LinkedIn should probably worry now that Facebook has apparently decided to copy a key element of the business website – its resume and CV feature.
Facebook is notorious for blatantly copying services and apps made popular by other social media competitors, most notably Snapchat. The social networking site has already cloned Snapchat’s Lens filters and Story format.
Now the social media titan is testing a new Resume/ CV feature that allows users to share their work history and experience with friends. The new feature builds on the typical “Work and Education” page. However, the user’s credentials and work information are not displayed publicly. This could be an indication that Facebook is thinking of making this feature available only to headhunters.
— FOX Business (@FoxBusiness) October 18, 2017
The new and dedicated CV field lets users list their educational background and professional data in more detail. Users can also select the exact dates they started and left specific companies.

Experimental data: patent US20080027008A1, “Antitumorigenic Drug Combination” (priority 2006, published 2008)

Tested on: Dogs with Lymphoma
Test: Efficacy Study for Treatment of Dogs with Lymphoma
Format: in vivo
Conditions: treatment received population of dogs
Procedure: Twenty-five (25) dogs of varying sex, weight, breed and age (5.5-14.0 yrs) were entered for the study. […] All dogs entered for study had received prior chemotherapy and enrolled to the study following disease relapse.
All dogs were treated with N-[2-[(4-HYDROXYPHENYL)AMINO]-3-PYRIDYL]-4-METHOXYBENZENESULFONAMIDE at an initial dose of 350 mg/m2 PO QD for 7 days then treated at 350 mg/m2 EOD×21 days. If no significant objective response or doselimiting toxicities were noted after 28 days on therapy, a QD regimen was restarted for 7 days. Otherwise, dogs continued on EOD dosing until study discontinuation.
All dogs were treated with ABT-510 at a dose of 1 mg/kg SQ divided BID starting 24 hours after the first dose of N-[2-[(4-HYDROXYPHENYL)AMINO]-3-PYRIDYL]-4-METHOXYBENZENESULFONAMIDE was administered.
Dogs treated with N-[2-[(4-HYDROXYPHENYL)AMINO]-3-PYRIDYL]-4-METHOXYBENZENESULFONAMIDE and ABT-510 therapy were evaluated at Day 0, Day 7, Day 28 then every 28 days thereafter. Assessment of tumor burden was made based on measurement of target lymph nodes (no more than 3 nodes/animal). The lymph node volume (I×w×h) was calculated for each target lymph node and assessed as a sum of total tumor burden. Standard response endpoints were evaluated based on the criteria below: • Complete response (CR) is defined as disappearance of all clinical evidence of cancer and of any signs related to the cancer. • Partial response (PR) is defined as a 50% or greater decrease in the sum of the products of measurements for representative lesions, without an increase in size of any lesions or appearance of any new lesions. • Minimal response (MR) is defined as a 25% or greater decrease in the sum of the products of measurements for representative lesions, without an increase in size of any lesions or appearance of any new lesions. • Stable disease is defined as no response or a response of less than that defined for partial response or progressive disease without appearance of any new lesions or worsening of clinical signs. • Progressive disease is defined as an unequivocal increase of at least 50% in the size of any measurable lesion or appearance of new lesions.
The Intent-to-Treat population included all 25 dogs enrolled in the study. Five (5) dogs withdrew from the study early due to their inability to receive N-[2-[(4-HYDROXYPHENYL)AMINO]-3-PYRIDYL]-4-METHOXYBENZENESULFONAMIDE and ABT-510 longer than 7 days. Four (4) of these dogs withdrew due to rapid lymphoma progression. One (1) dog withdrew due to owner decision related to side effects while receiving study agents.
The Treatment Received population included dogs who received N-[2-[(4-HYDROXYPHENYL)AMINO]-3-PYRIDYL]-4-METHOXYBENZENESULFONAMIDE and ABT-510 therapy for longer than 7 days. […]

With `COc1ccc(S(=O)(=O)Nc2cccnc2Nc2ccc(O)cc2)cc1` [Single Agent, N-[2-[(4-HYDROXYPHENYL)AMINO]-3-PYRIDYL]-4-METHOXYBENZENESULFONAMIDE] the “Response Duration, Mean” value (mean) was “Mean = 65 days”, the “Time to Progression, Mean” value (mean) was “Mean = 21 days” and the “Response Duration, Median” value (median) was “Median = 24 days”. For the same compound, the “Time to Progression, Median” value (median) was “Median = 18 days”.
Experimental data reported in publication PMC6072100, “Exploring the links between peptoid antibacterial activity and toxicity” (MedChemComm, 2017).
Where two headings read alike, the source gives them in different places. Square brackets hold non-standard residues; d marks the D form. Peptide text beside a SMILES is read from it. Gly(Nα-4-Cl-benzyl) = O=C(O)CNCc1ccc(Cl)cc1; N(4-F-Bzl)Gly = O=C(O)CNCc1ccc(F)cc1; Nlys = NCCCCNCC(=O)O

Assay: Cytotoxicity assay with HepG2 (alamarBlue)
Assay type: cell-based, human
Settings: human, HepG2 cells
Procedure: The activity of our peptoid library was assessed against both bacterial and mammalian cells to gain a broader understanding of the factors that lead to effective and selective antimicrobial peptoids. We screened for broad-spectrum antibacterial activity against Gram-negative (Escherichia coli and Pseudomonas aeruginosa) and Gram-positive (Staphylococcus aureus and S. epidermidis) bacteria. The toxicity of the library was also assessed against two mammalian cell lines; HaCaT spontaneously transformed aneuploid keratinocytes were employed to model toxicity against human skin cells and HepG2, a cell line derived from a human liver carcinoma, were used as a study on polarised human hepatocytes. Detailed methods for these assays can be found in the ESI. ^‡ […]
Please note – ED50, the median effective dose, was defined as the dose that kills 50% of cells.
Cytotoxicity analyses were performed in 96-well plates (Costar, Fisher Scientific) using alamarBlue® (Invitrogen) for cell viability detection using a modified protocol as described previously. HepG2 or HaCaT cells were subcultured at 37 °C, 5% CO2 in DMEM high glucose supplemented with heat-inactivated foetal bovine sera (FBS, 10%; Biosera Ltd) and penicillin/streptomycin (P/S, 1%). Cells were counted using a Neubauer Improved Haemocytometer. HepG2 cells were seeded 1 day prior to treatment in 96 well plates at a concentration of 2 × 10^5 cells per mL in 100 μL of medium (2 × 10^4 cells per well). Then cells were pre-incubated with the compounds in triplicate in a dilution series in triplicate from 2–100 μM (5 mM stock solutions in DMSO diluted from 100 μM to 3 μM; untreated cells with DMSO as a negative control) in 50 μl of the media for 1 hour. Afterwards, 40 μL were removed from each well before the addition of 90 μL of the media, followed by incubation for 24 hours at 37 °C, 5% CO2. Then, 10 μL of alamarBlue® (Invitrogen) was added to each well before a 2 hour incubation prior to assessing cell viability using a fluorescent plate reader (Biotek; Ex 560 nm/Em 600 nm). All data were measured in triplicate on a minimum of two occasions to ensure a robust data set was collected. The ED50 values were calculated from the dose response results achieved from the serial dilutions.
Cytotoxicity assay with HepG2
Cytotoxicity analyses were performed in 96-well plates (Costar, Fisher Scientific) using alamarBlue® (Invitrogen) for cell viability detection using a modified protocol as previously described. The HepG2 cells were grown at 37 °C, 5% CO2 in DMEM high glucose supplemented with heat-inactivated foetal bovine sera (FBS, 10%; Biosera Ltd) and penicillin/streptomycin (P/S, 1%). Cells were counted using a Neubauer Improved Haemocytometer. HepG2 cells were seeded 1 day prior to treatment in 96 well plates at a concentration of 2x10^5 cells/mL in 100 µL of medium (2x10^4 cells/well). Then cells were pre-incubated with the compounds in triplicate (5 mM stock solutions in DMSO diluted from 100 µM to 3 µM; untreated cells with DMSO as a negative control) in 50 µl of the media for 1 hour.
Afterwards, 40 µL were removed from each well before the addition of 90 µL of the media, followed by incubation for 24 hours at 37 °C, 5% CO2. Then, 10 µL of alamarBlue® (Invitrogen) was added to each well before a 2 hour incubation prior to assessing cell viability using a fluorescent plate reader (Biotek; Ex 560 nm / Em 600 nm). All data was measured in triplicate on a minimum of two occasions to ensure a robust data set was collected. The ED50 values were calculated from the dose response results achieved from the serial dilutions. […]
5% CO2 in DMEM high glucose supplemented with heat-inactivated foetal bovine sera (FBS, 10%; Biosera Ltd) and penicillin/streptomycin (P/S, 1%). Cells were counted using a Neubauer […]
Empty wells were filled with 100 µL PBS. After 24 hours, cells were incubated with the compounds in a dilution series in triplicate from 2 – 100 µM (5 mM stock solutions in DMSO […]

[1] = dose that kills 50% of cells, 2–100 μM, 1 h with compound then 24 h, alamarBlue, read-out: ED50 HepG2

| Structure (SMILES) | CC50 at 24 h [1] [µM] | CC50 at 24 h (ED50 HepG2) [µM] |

The trial feature was first noticed by Jane Manchun Wong of the University of Massachusetts Dartmouth. The computer science undergrad shared screenshots of the resume feature with The Next Web’s (TNW) social media director Matt Navarra. He subsequently shared the screenshots on Twitter.
Wow, I really didn’t expect it to blow up like that. This is like the Ripple Effect in action https://t.co/PY5ZwtoniU
— Jane Manchun Wong (@wongmjane) October 16, 2017
A spokesperson from Facebook had already confirmed that the social networking site is indeed testing out a new feature. According to the spokesperson, Facebook is “always building and testing new products and services” and that they’re “currently testing a work histories feature to continue to help people find and businesses hire for jobs on Facebook.”
The Resume/ CV feature appears to be limited to a select group of users. TNW staffers in Amsterdam have no access to the feature but some users in the United States reportedly do. However, it’s not uncommon for Facebook to do a trial run on a small demographic first before rolling it out to more users.
It’s also unclear how Facebook users will take to this new feature. After all, most would rather keep their social media profiles away from potential employers. If that’s the case, LinkedIn might not have to worry about Facebook encroaching on its territory.